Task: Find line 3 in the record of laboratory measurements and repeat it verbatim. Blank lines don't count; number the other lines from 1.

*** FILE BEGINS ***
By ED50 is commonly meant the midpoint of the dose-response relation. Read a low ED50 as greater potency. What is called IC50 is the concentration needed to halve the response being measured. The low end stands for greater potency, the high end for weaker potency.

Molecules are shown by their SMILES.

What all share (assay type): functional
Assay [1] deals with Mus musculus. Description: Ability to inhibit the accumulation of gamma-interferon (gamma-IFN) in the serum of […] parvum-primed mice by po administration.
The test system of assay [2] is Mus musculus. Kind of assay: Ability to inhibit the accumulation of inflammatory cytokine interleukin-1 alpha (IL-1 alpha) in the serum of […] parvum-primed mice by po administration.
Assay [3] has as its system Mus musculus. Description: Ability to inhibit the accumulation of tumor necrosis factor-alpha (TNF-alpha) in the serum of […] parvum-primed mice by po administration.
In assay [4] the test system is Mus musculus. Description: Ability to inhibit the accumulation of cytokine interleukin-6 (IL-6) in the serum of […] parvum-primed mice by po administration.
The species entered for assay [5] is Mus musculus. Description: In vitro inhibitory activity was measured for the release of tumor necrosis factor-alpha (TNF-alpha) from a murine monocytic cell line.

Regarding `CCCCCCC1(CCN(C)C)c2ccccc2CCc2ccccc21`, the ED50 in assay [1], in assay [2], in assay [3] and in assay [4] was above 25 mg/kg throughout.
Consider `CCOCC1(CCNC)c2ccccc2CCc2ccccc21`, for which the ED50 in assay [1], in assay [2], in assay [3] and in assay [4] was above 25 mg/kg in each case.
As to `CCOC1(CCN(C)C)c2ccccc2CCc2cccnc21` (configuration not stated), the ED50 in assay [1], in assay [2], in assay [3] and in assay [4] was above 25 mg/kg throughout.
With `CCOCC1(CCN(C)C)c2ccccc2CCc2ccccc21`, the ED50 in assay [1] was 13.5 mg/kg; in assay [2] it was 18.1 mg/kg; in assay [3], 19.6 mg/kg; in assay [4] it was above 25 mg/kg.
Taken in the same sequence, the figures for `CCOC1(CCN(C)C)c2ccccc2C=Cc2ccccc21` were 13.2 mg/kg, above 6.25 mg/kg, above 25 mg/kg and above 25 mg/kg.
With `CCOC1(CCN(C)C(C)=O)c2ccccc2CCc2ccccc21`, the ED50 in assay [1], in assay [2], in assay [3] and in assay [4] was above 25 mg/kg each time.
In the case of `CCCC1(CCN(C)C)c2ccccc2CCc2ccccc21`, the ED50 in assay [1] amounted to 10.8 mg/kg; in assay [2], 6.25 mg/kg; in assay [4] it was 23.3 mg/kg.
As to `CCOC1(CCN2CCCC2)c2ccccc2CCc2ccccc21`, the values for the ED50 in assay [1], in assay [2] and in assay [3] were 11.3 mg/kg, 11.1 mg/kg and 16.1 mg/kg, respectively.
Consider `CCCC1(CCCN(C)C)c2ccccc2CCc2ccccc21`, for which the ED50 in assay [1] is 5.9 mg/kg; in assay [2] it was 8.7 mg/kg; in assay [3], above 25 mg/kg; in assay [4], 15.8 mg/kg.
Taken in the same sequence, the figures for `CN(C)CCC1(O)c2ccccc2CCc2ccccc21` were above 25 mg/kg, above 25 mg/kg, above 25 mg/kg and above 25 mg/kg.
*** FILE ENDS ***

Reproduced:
What all share (assay type): functional